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Re: owl.owl (was: OWL 2 -- Call for Implementations, new Drafts)

From: Holger Knublauch <holger@topquadrant.com>
Date: Wed, 22 Jul 2009 18:15:12 -0700
Message-Id: <3159BAB6-59AF-47D1-92BC-7A76B6B5A646@topquadrant.com>
To: public-owl-dev@w3.org
Hi Bijan,

thanks for your very balanced response :) I appreciate that you  
understand where I am coming from, and I certainly also understand  
your view point. I don't want to respond to every single detail - this  
would just lead to an endless thread, and we all have work to do.

I agree that we need to make clear that people do not (again) start  
importing the owl.owl file into their domain models. This problem  
already exists because the current OWL namespace file is already  
there. So the question remains of what the OWL 2 working group will do  
with the old OWL.owl file. Either update it or drop it. Since it's a  
low hanging fruit, and since it makes life easier for many people  
(including myself and developers of any generic linked data browser or  
query tool) I don't see strong arguments against keeping an OWL (2)  
file there. The concerns that you seem to have are mostly "soft"  
issues such as educating people that this is not really a spec but  
just a set of RDF triples to describe the vocabulary. This appears to  
be very doable though.

Instead of owl:importing it, my assumption is that many semantic web  
tools will already have the OWL (and RDFS) namespaces somehow built- 
in. In TBC we solve this using an implicit sub-graph that is  
automatically included into the display graph. We then have a list of  
URIs that are hidden in the class and properties trees by default, in  
particular some system properties that are really not meant to be used  
directly, such as owl:hasValue. For OWL 2, I will simply need to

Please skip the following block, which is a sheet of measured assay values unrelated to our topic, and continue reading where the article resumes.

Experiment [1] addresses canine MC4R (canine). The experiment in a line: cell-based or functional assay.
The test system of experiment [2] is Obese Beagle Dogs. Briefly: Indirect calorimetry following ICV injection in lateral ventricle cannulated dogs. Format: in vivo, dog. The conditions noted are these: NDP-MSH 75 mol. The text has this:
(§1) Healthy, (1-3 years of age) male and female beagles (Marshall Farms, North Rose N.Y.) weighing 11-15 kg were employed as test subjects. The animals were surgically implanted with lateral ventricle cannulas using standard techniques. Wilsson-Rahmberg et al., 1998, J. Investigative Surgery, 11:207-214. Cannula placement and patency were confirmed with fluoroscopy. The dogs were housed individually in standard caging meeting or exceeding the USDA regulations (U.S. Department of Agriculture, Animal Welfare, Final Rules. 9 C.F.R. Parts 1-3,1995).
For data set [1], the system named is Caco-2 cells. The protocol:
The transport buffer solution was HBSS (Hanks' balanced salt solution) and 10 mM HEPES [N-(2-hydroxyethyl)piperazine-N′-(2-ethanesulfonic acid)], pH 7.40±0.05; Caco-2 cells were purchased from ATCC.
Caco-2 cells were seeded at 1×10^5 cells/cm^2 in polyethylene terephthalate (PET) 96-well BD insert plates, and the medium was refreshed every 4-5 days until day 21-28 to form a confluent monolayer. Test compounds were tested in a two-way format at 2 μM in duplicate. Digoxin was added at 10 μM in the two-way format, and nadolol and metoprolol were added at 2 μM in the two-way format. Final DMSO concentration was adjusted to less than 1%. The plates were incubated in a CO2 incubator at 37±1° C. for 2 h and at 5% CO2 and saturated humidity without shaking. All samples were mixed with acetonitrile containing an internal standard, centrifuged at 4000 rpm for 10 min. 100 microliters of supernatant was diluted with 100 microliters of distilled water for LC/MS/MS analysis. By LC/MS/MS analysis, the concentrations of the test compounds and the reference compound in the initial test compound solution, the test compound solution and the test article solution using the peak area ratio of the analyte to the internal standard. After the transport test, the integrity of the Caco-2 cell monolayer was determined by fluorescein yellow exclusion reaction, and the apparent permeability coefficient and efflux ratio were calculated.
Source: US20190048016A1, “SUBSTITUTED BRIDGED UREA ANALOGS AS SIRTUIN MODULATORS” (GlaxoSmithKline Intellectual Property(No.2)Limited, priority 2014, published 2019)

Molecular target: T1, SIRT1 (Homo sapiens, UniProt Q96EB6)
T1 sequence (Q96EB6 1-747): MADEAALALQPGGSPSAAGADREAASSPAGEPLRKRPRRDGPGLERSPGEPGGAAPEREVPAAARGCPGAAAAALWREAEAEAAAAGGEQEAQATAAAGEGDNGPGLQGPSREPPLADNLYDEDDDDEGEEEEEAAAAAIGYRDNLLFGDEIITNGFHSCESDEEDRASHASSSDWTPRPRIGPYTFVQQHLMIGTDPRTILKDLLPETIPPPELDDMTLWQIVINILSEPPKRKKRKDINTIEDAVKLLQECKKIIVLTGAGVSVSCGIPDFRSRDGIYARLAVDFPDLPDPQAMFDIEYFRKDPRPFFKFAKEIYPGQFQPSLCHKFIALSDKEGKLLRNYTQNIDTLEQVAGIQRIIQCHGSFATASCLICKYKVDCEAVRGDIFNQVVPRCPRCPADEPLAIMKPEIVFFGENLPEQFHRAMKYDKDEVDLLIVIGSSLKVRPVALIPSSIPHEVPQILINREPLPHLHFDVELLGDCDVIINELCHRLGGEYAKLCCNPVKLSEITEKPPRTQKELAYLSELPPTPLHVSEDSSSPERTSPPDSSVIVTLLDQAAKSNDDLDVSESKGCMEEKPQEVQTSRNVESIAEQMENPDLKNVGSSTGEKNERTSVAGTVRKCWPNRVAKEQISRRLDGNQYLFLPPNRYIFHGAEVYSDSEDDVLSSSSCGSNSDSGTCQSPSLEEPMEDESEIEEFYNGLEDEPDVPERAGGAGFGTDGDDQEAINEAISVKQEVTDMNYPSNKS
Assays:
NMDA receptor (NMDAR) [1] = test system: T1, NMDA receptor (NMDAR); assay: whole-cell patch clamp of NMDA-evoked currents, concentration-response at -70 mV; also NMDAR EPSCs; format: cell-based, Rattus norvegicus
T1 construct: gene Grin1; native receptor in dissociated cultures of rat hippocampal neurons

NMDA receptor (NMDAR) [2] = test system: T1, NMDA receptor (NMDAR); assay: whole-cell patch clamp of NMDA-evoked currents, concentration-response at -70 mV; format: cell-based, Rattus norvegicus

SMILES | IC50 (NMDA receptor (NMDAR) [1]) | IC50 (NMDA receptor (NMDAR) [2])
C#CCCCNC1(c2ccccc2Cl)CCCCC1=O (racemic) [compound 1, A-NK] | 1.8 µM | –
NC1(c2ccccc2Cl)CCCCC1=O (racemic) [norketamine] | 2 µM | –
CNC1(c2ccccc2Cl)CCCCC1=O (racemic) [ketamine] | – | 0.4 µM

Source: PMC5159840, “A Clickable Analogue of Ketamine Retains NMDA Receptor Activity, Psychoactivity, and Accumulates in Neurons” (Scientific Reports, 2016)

extend this list of properties and classes so that the UI does not get  
cluttered. This is minimal work.

There are several places where having the OWL triples is very helpful  
as it provides a basic skeleton. My usual example is the class tree  
structures where traversing the rdfs:subClassOf triples of the  
metaclasses is very useful. Overall the system triples make our code  
base much more model-driven and consistent. The price for this general  
solution is, as you state, that sometimes the generic solution is not  
enough and custom widgets, parsers or renderers are needed. This is  
particularly the case for blank node structures such as OWL  
restrictions. We have hard-coded some special handling for these into  
our tool, using a plugin mechanism. I will need to see in detail which  
new OWL 2 constructs require this, but from what I can tell so far  
there won't be a need to add much. At least, people can "see" and  
navigate to all OWL 2 resources consistently, including getting  
statistics (which simply could instances of each class including the  
metaclasses). Other tools may have different approaches to this, with  
more special handling of OWL constructs, but our starting point has  
been RDF(S) and so far this has been a very good choice (for us).

One of the places where I needed to hard-code against OWL vocabulary  
was to find "relevant" properties, i.e. the properties that shall by  
default show up on an instance form. With RDF(S) only, this would  
include all properties that have the type of the instance in their  
domain. With OWL, we also look for locally defined OWL restrictions. I  
may need to add a bit of that code for the new OWL 2 features, but the  
bulk of work has already been done for OWL 1. But other than that, you  
may be surprised of how little the OWL vocabulary is actually used in  
our code base. That's why - from my experience - we can treat OWL  
almost like any other ontology such as FOAF. Just like FOAF, OWL  
should therefore also have a vocabulary file at its base URI.

So overall, the OWL.owl file will help getting tools like ours  
started. We need to see what the hidden extra costs of adding OWL 2  
support will be, and this was also one of the points raised by earlier  
responses from TQ on OWL 2. People may gradually expect more and more  
"native" support for OWL 2 features and this might become a nightmare  
to support, especially given the huge number of OWL 2 features. We'll  
see how it goes once we start adding some OWL 2 support.

Cheers,
Holger
Received on Thursday, 23 July 2009 01:15:54 GMT

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